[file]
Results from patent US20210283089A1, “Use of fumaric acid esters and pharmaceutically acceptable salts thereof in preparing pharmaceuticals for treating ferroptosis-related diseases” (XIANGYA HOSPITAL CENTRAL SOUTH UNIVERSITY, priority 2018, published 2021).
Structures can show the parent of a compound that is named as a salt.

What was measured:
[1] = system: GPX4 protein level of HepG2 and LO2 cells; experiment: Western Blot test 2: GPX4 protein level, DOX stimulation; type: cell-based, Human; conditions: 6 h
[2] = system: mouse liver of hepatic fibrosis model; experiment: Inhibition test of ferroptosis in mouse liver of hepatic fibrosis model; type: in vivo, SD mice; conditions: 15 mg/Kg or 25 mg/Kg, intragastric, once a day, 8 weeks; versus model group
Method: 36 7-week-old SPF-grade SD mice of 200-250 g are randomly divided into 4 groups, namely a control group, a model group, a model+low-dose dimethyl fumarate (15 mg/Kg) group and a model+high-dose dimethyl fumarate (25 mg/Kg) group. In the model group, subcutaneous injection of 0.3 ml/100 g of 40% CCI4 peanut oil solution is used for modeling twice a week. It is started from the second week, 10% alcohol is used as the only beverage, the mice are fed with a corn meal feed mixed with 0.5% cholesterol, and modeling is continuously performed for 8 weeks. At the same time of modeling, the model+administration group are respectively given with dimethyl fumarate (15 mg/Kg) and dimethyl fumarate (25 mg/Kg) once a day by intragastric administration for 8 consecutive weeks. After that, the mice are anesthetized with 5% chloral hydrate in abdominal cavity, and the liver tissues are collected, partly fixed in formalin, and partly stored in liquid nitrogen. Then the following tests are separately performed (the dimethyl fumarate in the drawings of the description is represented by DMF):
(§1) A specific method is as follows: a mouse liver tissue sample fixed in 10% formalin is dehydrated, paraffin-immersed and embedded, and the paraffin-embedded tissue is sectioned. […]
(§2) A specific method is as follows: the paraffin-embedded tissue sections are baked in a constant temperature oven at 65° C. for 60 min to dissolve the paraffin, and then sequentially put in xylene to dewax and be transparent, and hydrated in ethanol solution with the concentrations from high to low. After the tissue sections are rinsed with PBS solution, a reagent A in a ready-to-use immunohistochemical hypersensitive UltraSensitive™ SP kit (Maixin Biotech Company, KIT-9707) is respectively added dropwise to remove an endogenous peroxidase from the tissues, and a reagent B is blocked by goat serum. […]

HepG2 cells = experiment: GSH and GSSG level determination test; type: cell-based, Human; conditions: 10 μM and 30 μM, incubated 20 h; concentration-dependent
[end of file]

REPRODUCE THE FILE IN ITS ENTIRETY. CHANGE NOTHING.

Results from patent US20210283089A1, “Use of fumaric acid esters and pharmaceutically acceptable salts thereof in preparing pharmaceuticals for treating ferroptosis-related diseases” (XIANGYA HOSPITAL CENTRAL SOUTH UNIVERSITY, priority 2018, published 2021).
Structures can show the parent of a compound that is named as a salt.

What was measured:
[1] = system: GPX4 protein level of HepG2 and LO2 cells; experiment: Western Blot test 2: GPX4 protein level, DOX stimulation; type: cell-based, Human; conditions: 6 h
[2] = system: mouse liver of hepatic fibrosis model; experiment: Inhibition test of ferroptosis in mouse liver of hepatic fibrosis model; type: in vivo, SD mice; conditions: 15 mg/Kg or 25 mg/Kg, intragastric, once a day, 8 weeks; versus model group
Method: 36 7-week-old SPF-grade SD mice of 200-250 g are randomly divided into 4 groups, namely a control group, a model group, a model+low-dose dimethyl fumarate (15 mg/Kg) group and a model+high-dose dimethyl fumarate (25 mg/Kg) group. In the model group, subcutaneous injection of 0.3 ml/100 g of 40% CCI4 peanut oil solution is used for modeling twice a week. It is started from the second week, 10% alcohol is used as the only beverage, the mice are fed with a corn meal feed mixed with 0.5% cholesterol, and modeling is continuously performed for 8 weeks. At the same time of modeling, the model+administration group are respectively given with dimethyl fumarate (15 mg/Kg) and dimethyl fumarate (25 mg/Kg) once a day by intragastric administration for 8 consecutive weeks. After that, the mice are anesthetized with 5% chloral hydrate in abdominal cavity, and the liver tissues are collected, partly fixed in formalin, and partly stored in liquid nitrogen. Then the following tests are separately performed (the dimethyl fumarate in the drawings of the description is represented by DMF):
(§1) A specific method is as follows: a mouse liver tissue sample fixed in 10% formalin is dehydrated, paraffin-immersed and embedded, and the paraffin-embedded tissue is sectioned. […]
(§2) A specific method is as follows: the paraffin-embedded tissue sections are baked in a constant temperature oven at 65° C. for 60 min to dissolve the paraffin, and then sequentially put in xylene to dewax and be transparent, and hydrated in ethanol solution with the concentrations from high to low. After the tissue sections are rinsed with PBS solution, a reagent A in a ready-to-use immunohistochemical hypersensitive UltraSensitive™ SP kit (Maixin Biotech Company, KIT-9707) is respectively added dropwise to remove an endogenous peroxidase from the tissues, and a reagent B is blocked by goat serum. […]

HepG2 cells = experiment: GSH and GSSG level determination test; type: cell-based, Human; conditions: 10 μM and 30 μM, incubated 20 h; concentration-dependent